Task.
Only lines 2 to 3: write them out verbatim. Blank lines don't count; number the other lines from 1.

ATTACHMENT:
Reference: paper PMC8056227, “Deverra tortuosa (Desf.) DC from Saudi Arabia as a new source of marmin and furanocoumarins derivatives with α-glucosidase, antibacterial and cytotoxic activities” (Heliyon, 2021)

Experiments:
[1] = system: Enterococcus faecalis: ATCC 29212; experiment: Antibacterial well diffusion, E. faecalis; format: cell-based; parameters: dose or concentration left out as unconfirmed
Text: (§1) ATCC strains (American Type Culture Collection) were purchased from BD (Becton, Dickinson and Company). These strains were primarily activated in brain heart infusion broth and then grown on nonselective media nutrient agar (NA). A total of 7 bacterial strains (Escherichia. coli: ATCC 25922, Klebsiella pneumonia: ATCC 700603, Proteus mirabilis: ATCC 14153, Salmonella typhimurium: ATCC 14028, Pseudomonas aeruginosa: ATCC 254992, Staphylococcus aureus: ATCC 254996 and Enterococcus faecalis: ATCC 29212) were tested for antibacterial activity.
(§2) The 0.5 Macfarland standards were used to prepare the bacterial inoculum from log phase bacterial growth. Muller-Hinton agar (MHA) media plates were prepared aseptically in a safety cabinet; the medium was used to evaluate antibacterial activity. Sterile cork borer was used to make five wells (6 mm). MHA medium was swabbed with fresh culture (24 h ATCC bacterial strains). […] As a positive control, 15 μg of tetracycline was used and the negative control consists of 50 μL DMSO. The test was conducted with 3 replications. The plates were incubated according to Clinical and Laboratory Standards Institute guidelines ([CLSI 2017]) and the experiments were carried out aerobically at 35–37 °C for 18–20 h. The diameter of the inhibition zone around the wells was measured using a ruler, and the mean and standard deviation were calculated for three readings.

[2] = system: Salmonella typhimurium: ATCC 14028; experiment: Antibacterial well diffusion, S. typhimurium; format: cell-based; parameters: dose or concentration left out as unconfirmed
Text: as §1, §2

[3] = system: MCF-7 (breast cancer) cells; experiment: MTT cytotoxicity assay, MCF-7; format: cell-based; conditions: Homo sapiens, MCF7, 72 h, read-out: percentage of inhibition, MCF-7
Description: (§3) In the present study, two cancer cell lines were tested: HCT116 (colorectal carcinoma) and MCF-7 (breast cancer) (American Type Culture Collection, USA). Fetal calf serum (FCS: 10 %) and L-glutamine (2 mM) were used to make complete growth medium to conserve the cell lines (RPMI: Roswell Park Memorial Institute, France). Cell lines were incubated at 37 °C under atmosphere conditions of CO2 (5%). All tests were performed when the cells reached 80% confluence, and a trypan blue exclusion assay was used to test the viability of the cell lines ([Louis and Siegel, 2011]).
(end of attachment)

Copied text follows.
Experiments:
[1] = system: Enterococcus faecalis: ATCC 29212; experiment: Antibacterial well diffusion, E. faecalis; format: cell-based; parameters: dose or concentration left out as unconfirmed